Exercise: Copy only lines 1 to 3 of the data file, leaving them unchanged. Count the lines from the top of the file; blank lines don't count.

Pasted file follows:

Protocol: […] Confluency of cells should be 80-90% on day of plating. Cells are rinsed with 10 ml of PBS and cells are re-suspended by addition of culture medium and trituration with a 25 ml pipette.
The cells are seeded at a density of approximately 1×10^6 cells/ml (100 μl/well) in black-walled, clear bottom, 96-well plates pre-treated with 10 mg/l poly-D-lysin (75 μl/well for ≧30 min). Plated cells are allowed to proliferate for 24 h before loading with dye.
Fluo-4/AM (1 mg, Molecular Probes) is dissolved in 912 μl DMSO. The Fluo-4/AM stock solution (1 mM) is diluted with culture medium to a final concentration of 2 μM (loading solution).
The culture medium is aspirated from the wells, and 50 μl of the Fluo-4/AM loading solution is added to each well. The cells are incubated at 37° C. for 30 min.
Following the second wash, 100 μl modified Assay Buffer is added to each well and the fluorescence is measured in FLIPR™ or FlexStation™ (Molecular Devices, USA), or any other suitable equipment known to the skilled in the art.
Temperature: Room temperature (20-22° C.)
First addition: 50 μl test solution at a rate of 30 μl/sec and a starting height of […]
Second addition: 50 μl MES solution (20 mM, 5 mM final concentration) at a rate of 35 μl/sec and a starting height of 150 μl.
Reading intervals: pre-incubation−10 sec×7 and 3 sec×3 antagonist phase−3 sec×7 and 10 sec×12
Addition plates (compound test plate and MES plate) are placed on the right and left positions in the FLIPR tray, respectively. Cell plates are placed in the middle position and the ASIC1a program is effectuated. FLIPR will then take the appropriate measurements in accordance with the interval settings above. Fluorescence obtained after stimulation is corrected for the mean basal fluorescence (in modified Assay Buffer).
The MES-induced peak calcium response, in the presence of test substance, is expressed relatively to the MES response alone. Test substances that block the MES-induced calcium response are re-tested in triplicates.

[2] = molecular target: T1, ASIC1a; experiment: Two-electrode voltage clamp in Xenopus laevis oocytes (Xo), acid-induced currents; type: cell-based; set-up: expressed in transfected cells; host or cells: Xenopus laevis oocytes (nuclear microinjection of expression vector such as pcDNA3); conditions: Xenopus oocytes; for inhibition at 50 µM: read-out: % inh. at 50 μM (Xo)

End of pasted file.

Protocol: […] Confluency of cells should be 80-90% on day of plating. Cells are rinsed with 10 ml of PBS and cells are re-suspended by addition of culture medium and trituration with a 25 ml pipette.
The cells are seeded at a density of approximately 1×10^6 cells/ml (100 μl/well) in black-walled, clear bottom, 96-well plates pre-treated with 10 mg/l poly-D-lysin (75 μl/well for ≧30 min). Plated cells are allowed to proliferate for 24 h before loading with dye.
Fluo-4/AM (1 mg, Molecular Probes) is dissolved in 912 μl DMSO. The Fluo-4/AM stock solution (1 mM) is diluted with culture medium to a final concentration of 2 μM (loading solution).